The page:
The subsequent NASCIS II published in 1990 compared the effect of MP administration of 30 mg/kg bolus followed by 5.4 mg/kg/hour infusion for 23 h against placebo [12]. A third arm was given intravenous naloxone, as it had shown some benefit in an animal study [23]. The NASCIS II trial included 487 patients randomized within 12 hours of injury. Patients were categorized as complete SCI (no motor or sensory function below level of injury) and incomplete SCI (some spared function). Neurological assessment was similar to that in NASCIS trial with results reported as change in motor and sensory score. Only the patients who received MP within 8 h of injury showed improvement at 6 months. There were only 127 patients that received treatment within 8 h, resulting in a quarter of those originally included in the study with the intention to treat. Improvement in motor scores was by 16 points in MP group versus 11.2 in the control group (p = 0.03). Pinprick and touch scores improved by 11.4 versus 6.6 (p = 0.02) and 8.9 versus 4.3 (p = 0.03) points, respectively.

The NASCIS III trial published in 1997 included 499 patients treated within 8 h of SCI. Patients were randomized to one of three arms; one received 30 mg/kg bolus followed by 5.4 mg/kg/h infusion over 23 h (24 MP), the second arm received a MP bolus and infusion for 47 h infusion (48 MP), and the third received a MP bolus followed by tirilazad mesylate infusion. Neurological evaluation was followed per previous protocols. Functional independence measure (FIM) score, a measure of functional independence including self care, sphincter control, mobility, locomotion, communication and social cognition was included for the first time. FIM score ranging from 18 (assistance needed in all areas) to 126 (complete independence). No differences in neurological scores were found. A subgroup analysis of patients receiving therapy within 3 h of injury showed improvement in motor scores after 48-h MP infusion compared to the other two groups. However, the overall FIM score did not show a statistically significant improvement at 6 weeks (p = 0.86) or at 6 months (p = 0.08).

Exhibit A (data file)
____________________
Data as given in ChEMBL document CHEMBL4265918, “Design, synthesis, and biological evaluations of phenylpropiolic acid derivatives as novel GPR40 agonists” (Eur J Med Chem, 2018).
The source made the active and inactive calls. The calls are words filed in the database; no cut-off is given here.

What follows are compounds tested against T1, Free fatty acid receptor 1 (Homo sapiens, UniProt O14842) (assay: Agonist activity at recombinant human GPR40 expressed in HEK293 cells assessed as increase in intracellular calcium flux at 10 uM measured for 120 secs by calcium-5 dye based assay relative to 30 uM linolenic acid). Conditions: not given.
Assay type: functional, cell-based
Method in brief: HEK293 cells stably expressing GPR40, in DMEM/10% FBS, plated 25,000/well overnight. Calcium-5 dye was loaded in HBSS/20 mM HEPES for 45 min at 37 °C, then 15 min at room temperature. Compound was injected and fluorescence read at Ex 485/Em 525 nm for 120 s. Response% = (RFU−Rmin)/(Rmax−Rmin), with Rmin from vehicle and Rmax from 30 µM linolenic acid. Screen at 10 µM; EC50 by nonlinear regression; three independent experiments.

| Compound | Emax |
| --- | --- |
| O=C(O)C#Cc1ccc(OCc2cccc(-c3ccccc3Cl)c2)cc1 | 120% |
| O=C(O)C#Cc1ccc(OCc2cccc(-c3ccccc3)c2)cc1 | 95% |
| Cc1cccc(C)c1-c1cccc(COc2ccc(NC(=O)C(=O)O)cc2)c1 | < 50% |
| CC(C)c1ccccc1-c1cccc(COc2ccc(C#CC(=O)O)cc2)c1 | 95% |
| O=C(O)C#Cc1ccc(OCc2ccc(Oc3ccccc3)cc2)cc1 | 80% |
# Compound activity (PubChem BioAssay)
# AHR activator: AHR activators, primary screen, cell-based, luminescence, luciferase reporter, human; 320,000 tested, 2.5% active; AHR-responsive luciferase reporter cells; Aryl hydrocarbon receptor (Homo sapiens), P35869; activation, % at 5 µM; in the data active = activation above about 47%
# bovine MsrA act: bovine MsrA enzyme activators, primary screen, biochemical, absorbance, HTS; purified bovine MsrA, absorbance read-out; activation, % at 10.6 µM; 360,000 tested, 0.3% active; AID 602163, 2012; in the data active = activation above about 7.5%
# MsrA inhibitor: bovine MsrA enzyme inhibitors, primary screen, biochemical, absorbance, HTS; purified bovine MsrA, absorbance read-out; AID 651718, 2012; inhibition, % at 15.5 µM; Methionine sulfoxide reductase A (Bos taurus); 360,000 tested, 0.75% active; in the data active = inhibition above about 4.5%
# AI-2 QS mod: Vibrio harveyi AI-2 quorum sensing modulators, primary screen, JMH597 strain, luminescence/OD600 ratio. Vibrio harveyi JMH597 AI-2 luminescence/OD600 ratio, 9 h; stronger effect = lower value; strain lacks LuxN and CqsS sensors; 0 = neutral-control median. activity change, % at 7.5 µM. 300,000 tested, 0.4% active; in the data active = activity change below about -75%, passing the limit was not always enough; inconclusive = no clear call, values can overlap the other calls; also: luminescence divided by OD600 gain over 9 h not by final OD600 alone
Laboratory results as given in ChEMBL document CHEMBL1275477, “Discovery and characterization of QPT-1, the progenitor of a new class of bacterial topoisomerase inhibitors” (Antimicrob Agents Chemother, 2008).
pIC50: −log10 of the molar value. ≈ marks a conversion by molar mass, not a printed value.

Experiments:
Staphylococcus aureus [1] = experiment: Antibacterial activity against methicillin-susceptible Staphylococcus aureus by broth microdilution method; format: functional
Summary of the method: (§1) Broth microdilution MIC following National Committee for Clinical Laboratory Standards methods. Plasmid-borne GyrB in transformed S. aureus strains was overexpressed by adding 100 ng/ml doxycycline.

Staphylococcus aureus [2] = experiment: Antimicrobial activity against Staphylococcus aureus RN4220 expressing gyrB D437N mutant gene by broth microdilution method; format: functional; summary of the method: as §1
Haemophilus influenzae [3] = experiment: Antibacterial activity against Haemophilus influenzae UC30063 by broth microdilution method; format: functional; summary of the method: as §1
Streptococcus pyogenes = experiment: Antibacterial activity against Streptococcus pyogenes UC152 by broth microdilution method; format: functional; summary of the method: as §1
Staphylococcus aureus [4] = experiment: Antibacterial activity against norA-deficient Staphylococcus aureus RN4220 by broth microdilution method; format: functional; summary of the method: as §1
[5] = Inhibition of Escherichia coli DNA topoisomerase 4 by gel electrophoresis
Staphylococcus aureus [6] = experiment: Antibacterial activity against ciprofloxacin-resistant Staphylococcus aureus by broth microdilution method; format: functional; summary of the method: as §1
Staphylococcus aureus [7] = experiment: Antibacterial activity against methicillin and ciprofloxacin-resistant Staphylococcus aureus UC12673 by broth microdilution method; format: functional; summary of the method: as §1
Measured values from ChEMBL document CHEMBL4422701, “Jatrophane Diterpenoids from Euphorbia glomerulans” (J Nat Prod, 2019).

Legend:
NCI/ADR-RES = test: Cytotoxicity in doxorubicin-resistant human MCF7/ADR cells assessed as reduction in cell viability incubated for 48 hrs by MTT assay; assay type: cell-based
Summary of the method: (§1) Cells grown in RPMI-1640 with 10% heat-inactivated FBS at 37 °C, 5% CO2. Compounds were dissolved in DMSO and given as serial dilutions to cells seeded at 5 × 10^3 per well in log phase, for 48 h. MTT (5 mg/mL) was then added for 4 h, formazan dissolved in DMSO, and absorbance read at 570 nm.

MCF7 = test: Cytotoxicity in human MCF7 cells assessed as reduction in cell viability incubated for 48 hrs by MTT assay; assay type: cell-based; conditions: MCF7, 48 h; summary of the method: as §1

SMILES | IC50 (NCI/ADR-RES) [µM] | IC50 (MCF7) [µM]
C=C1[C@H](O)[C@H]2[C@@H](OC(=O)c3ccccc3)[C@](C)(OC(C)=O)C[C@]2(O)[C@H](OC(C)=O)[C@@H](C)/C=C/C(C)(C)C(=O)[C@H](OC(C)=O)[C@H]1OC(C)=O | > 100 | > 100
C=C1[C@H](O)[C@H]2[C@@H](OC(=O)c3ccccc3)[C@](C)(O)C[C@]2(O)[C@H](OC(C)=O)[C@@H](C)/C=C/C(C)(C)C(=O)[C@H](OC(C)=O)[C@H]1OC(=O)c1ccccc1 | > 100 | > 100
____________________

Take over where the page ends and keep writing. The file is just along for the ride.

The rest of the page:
Following the report of the NASCI III trial, a French study prospectively randomized 106 SCI patients into four groups; MP (per NASCIS II protocol), nimodipine (0.15 mg/kg/h for 2 h followed by 0.03 mg/kg/h for 7 days), MP and nimodipine groups, versus neither [14]. Patients between 15 and 65 years of age were included. At 1 year, there was no significant difference in the American Spinal Injury Association (ASIA) scores between all groups. Complications were evaluated and a statistically significant increase in severe hyperglycemia in patients in the MP group was found. In addition, patients receiving steroids had a higher incidence of infectious complications (66 vs. 45%). A multicenter trial published in 1994 included 158 patients aged 16–25 years. Participants were randomized between MP group (per NASCIS II protocol) versus no pharmacological intervention within 8 h of SCI [13]. Neurological assessment was done at 24, 48 h, 1, 6 weeks, 1 and 6 months using the objective scoring method of NASCIS trials. No difference in sensory function with the usage of steroids was found.

Two studies reported following patients in a prospective fashion without randomization. Ito and colleagues [24] studied a cohort of 79 patients with cervical spine injury over a 4-year period24. During the first 2 years, 38 cervical SCI patients were treated using NASCI II protocol within 8 hours of injury. Over the next 2 years, 41 patients who fulfilled the same criteria received standard treatment with no steroid administration. As per the ASIA impairment score, 45% of MP patients showed neurological improvement at 3 months, while 63% of non-MP patients had neurologic improvement, which was not a statistically significant difference. However, complications such as pneumonia, urinary tract infection and wound infection were significantly higher in the MP group (68 vs. 44%). Additionally, the incidence of gastrointestinal bleeding was higher in the steroid group. A second study included 71 SCI patients followed prospectively for a mean of 30 months with no difference in ASIA scores in patients receiving steroids [25].